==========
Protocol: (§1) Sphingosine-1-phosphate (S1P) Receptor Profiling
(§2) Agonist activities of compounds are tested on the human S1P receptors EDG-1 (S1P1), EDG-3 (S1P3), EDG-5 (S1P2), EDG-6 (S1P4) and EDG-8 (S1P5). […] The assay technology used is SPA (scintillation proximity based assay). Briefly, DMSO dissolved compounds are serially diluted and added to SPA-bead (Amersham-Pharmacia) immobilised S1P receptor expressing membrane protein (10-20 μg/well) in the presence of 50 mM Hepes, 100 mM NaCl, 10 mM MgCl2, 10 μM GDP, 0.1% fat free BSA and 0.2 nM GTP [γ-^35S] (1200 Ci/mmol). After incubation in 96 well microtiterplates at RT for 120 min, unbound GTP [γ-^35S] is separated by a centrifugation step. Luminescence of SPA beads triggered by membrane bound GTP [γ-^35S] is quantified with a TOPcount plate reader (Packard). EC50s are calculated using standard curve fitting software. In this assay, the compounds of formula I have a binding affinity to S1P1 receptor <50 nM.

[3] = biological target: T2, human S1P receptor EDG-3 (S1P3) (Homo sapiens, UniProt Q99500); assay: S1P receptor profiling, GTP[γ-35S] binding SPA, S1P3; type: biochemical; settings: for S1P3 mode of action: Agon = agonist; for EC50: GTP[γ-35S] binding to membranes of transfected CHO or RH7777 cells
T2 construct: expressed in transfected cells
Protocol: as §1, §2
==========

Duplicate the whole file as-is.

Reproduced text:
Protocol: (§1) Sphingosine-1-phosphate (S1P) Receptor Profiling
(§2) Agonist activities of compounds are tested on the human S1P receptors EDG-1 (S1P1), EDG-3 (S1P3), EDG-5 (S1P2), EDG-6 (S1P4) and EDG-8 (S1P5). […] The assay technology used is SPA (scintillation proximity based assay). Briefly, DMSO dissolved compounds are serially diluted and added to SPA-bead (Amersham-Pharmacia) immobilised S1P receptor expressing membrane protein (10-20 μg/well) in the presence of 50 mM Hepes, 100 mM NaCl, 10 mM MgCl2, 10 μM GDP, 0.1% fat free BSA and 0.2 nM GTP [γ-^35S] (1200 Ci/mmol). After incubation in 96 well microtiterplates at RT for 120 min, unbound GTP [γ-^35S] is separated by a centrifugation step. Luminescence of SPA beads triggered by membrane bound GTP [γ-^35S] is quantified with a TOPcount plate reader (Packard). EC50s are calculated using standard curve fitting software. In this assay, the compounds of formula I have a binding affinity to S1P1 receptor <50 nM.

[3] = biological target: T2, human S1P receptor EDG-3 (S1P3) (Homo sapiens, UniProt Q99500); assay: S1P receptor profiling, GTP[γ-35S] binding SPA, S1P3; type: biochemical; settings: for S1P3 mode of action: Agon = agonist; for EC50: GTP[γ-35S] binding to membranes of transfected CHO or RH7777 cells
T2 construct: expressed in transfected cells
Protocol: as §1, §2